Food Lion Fraud | Letters | Chicago Reader

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Food Lion Fraud

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Dear editor:

It is claimed (Hot Type, February 7) that regarding Food Lion's suit against ABC-TV for its story on alleged unsanitary food handling practices the "truth of their report was no defense; it wasn't even an issue." Oh, but it was.

Many reporters, in a defense of their unethical brethren, have asserted erroneously that Food Lion never directly challenged the substance of ABC's report. In a letter to the network, Richard Wyatt, attorney for Food Lion, wrote: "Food Lion has publicly maintained since the night of the PrimeTime Live broadcast on Nov. 5, 1992, that the show was false." In truth, ABC, through its lawyers, opposed every attempt by Food Lion to introduce evidence of the falsity of the show.

The public does have a right to know, both about the way its food is handled and the way its "news" is manufactured. The fact is that ABC wanted a blockbuster scandal for ratings sweeps week and the United Food and Commercial Workers Union (UFCW) needed to embarrass Food Lion, where its efforts to organize Food Lion employees had failed miserably. To achieve their mutual ends, both were willing to engage in fraud and deceit.

When ABC "investigators" initially failed to get jobs at Food Lion because they had no supermarket experience or grocery job references, the UFCW, which brought the ABC Food Lion "story" in the first place, put pressure on a Pennsylvania grocery store to provide fraudulent references. If the supermarket chain couldn't be unionized, the UFCW reasoned, it had to be destroyed by any means.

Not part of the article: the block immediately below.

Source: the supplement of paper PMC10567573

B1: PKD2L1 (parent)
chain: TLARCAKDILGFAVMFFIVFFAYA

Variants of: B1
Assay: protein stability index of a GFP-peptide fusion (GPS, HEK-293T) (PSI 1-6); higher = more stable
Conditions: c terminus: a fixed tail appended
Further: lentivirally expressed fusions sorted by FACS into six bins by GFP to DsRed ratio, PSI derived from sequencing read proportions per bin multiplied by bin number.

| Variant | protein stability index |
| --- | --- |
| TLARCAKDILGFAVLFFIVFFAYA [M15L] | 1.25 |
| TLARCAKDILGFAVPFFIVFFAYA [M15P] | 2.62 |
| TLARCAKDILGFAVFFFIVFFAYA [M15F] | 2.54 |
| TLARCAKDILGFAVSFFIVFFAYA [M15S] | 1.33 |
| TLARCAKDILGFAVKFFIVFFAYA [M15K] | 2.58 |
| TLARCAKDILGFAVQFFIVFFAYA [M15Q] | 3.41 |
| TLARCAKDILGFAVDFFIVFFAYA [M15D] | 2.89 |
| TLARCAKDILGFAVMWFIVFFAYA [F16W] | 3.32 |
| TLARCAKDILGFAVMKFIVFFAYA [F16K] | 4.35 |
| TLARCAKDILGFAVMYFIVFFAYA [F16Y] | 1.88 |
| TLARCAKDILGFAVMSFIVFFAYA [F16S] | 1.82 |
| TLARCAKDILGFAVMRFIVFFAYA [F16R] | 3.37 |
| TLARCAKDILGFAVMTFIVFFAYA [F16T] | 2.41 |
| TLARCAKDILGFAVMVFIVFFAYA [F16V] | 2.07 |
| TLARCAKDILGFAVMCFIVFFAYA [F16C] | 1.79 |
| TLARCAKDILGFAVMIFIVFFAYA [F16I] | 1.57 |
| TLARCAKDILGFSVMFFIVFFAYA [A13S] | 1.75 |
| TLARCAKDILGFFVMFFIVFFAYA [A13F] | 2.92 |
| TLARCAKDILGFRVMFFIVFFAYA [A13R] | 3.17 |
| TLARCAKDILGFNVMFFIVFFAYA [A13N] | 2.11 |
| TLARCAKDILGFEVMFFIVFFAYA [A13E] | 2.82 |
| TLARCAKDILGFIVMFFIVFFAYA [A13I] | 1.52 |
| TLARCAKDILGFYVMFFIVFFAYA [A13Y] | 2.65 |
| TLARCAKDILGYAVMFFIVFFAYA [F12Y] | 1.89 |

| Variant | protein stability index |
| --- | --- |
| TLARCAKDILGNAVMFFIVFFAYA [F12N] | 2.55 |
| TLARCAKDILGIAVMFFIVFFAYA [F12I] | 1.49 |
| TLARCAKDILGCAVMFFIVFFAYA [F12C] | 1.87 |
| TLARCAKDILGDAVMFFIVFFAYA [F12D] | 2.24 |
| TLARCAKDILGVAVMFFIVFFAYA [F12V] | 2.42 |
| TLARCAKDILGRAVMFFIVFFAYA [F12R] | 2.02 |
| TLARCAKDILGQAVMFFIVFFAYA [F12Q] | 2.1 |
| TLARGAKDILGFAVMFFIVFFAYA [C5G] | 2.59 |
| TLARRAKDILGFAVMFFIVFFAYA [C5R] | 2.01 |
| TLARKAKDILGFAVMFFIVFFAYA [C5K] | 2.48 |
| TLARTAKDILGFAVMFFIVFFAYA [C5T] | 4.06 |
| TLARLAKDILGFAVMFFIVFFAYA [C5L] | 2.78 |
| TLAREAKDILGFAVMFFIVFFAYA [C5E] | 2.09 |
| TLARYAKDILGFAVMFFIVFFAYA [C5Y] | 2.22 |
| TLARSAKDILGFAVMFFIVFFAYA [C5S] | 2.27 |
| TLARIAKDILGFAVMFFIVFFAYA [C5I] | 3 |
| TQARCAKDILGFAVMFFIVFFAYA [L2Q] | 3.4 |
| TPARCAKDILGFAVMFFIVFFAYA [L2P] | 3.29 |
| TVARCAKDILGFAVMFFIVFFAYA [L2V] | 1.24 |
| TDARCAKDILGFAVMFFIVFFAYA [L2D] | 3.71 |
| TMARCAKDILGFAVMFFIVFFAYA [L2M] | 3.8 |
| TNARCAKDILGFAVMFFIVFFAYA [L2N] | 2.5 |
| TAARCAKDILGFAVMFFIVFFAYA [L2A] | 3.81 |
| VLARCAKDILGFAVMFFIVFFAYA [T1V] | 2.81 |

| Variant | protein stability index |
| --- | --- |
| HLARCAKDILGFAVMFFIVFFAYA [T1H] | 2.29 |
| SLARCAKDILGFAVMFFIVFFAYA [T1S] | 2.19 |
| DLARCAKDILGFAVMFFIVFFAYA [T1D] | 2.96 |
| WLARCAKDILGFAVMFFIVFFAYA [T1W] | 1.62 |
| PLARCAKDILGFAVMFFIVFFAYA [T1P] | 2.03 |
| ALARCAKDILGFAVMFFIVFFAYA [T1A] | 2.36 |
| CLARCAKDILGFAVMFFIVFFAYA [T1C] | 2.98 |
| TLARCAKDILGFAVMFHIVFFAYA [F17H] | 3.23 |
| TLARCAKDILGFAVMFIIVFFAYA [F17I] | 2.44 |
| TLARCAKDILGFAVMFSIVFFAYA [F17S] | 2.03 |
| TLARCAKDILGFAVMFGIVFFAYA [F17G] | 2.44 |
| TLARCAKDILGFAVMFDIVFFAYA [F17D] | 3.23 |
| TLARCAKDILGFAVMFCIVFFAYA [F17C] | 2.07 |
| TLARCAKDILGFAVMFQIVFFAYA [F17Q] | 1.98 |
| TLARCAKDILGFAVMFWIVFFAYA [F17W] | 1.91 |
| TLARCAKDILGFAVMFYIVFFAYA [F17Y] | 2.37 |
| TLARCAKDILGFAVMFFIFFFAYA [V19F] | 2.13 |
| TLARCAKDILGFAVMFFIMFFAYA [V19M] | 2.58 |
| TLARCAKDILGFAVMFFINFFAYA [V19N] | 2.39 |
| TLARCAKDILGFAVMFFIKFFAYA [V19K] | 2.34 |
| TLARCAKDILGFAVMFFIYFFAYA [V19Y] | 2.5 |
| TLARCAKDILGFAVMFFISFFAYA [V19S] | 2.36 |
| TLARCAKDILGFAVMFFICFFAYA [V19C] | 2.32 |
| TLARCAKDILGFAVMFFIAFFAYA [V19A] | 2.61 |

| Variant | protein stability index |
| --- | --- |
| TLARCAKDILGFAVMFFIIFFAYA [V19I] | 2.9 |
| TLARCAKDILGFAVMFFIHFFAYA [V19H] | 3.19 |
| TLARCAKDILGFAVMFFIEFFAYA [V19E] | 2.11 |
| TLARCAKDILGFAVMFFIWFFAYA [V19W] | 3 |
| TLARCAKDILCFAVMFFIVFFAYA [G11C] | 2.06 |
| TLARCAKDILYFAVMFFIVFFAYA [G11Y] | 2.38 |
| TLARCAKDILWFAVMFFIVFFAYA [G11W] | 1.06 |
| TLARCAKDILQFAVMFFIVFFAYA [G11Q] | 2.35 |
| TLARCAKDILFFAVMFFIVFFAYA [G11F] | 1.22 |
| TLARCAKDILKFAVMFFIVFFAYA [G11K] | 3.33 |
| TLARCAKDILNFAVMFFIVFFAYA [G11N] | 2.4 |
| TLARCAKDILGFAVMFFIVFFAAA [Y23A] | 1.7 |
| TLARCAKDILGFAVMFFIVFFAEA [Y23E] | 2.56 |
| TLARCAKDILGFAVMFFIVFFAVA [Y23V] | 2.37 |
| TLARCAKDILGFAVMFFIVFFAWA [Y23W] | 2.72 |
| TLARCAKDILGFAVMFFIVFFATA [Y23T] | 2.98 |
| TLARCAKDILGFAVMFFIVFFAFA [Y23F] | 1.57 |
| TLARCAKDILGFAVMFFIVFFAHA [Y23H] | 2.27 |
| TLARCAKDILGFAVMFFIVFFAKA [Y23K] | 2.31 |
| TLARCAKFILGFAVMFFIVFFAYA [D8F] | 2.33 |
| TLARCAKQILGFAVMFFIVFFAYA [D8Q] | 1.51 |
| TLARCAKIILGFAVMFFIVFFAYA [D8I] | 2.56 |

Once inside, the ABC reporters did not so much report what was going on as stage it themselves. One ABC investigator took chickens whose sell-by dates had expired and put them out for sale herself, and then instructed an ABC undercover cameraman to videotape the chickens. In other instances, it was the ABC reporter who misdated turkey parts and flounder, each time ignoring explicit instructions from legitimate Food Lion employees.

Viewers of PrimeTime Live saw about 10 minutes out of 45 hours of video. The rest of the video shows that ABC knew its claims against Food Lion were false, and even worse, that ABC's producers in several instances created the very same unsanitary conditions they were purporting to expose.

The unbroadcast portion of the video frequently shows one of the undercover ABC producers unsuccessfully inciting her fellow deli workers to engage in unsafe and unsanitary food handling. ABC aired footage of a dirty meat slicer, not telling viewers it had been the job of the undercover ABC reporter to clean it. Later, when another, legitimate Food Lion employee comes along and cleans the meat slicer, the ABC producer is audibly heard cursing under her breath. That part of the video was never broadcast.

The fact is that ABC News conspired with the UFCW to manufacture a scare story--ABC because it wanted high ratings, and the UFCW because it wanted to hobble Food Lion's expansion plans. The Constitution guarantees a free press, not the right to engage in fraud and deceit. In the interests of free speech and the public's right to know, let's tell the whole story.

Daniel John Sobieski

S. Monitor

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